What is Gait training?
Gait training is learning how to walk in part or whole. Many people require gait training with diagnosis ranging from mild injury to major neurological disorders. Some of the most common reasons to seek gait analysis from a physical therapist is pain. Patients may experience pain in any number of body parts, and walking may aggravate the pain. The obvious and logical assumption is that the manner in which one walks is related to the pain. Patients often express a great deal of surprise when analysis reveals poor patterns that were likely present for many years.
It can be quite difficult for a patient to alter the manner or mobility that one has become accustom to over the many years of life. Remember walking begins between 7 and 15 months and it becomes a firm habit by age 7, with most people solidifying the manner of gait at that young age. The lower portion of the brain is responsible for the gait pattern as it becomes a somewhat unconscious behavior. A practical example of how a lower brain function can be superior to a higher brain function is the athlete. An athlete is “a person trained or gifted in exercises or contests involving physical agility, stamina, or strength; a participant in a sport, exercise, or game requiring physical skill” (dictionary.com). The athlete learns a particular sport and becomes so adept at the movement that he or she can perform the required skill without thought, that is to say, with the lower brain function. Often when placed under pressure or attention is called to the task the athlete “over thinks” the movements and performs poorly.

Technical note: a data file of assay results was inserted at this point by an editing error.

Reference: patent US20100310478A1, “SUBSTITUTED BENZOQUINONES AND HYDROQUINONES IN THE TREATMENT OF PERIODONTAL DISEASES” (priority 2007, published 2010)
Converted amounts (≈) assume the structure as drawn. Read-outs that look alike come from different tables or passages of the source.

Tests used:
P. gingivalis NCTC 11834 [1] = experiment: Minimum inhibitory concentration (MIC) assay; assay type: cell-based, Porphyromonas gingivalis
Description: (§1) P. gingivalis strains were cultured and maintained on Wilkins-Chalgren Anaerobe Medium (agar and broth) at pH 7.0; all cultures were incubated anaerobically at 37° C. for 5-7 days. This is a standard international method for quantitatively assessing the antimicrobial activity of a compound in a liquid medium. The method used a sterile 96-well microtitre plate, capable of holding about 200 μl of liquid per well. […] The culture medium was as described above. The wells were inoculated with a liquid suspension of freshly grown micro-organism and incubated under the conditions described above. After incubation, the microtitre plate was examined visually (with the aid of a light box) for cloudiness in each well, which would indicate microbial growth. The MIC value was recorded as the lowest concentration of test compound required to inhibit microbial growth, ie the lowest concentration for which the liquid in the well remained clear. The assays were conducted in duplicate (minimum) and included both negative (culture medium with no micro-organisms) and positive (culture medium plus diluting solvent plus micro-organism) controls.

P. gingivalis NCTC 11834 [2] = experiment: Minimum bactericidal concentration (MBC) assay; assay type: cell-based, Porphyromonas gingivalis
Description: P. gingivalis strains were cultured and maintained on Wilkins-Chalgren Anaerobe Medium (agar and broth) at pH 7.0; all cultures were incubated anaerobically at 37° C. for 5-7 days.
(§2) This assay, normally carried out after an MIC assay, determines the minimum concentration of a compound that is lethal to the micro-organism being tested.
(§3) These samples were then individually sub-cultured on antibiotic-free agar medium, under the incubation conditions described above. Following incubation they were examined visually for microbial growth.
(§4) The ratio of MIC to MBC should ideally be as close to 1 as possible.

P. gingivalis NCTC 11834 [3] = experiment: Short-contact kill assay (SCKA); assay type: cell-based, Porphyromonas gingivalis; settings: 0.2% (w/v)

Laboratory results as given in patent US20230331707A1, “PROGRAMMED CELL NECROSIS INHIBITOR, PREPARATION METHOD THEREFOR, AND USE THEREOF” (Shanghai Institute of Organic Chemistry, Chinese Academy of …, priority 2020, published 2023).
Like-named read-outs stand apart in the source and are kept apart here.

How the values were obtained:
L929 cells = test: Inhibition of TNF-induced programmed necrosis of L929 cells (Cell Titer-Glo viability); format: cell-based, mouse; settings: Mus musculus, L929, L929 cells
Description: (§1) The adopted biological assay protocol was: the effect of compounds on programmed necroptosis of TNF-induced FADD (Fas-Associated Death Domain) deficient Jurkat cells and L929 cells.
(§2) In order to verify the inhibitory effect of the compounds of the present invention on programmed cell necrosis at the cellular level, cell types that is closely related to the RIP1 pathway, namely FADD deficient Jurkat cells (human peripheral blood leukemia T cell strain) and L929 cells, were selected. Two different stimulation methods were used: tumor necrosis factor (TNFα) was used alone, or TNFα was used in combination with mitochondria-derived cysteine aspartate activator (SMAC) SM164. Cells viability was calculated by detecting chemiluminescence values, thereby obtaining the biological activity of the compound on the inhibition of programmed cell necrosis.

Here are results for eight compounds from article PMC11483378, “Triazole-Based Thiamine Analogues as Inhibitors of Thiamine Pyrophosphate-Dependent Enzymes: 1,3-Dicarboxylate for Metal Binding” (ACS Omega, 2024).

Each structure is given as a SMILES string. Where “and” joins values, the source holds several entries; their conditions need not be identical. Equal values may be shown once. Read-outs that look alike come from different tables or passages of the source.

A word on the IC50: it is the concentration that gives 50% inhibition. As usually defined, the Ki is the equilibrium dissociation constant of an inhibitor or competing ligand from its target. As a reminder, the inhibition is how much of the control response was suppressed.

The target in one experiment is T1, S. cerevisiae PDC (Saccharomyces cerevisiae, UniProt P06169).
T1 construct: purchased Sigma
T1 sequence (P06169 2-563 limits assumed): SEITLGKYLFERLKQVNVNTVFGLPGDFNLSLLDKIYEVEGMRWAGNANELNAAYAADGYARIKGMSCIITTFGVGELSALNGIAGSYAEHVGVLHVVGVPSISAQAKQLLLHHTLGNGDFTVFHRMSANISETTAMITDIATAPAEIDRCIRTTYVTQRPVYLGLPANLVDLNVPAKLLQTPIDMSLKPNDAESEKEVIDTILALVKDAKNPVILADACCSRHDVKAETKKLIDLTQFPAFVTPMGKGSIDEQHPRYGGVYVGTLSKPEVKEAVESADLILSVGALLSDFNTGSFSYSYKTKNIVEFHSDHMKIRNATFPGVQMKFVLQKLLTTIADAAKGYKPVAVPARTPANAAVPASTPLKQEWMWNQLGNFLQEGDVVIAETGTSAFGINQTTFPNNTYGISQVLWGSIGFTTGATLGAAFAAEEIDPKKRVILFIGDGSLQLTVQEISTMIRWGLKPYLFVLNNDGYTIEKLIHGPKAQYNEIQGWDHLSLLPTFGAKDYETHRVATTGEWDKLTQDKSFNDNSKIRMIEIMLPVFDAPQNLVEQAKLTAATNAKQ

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(Increases in step width have been reported for several clinical populations, including older adults and stroke survivors. These populations often also exhibit decreased hip abductor strength, suggesting that walking with wider steps may be an adaptive response in order to reduce the mechanical demands on the hip abductors. The purpose of this study was to quantify the relationship between step width and gluteus medius (GM) activity during walking. Fourteen young, uninjured adults walked on a treadmill at 1.25m/s for four step width conditions (Normal, Narrow, Medium, and Wide) while step width and stance phase GM electromyographic (EMG) activity were quantified. We also measured hip abduction torque and GM activity during maximum voluntary isometric contractions (MVICs) at three hip angles (neutral, abducted 10°, and abducted 20°). During walking trials, GM activity was significantly (p<0.0001) influenced by step width; compared to Normal walking, GM activity was 47% higher with Wide steps and 24% lower with Narrow steps. We also observed a weak positive correlation (r=0.18±0.14) between step width and GM activity during Normal walking, as GM activity was higher with wider steps. These results cannot be attributed to changes in GM conformation under the recording electrode, as GM activity was not influenced by hip angle during MVICs. The increased GM activity with wider steps does not support the proposal that increasing step width would be a beneficial adaptation to weakened hip abductors. A likely alternative explanation is that increased step width is a response to decreased gait balance) Kubinski, SN. Walking with wider steps increases stance phase gluteus medius activity. Gait Posture. 2014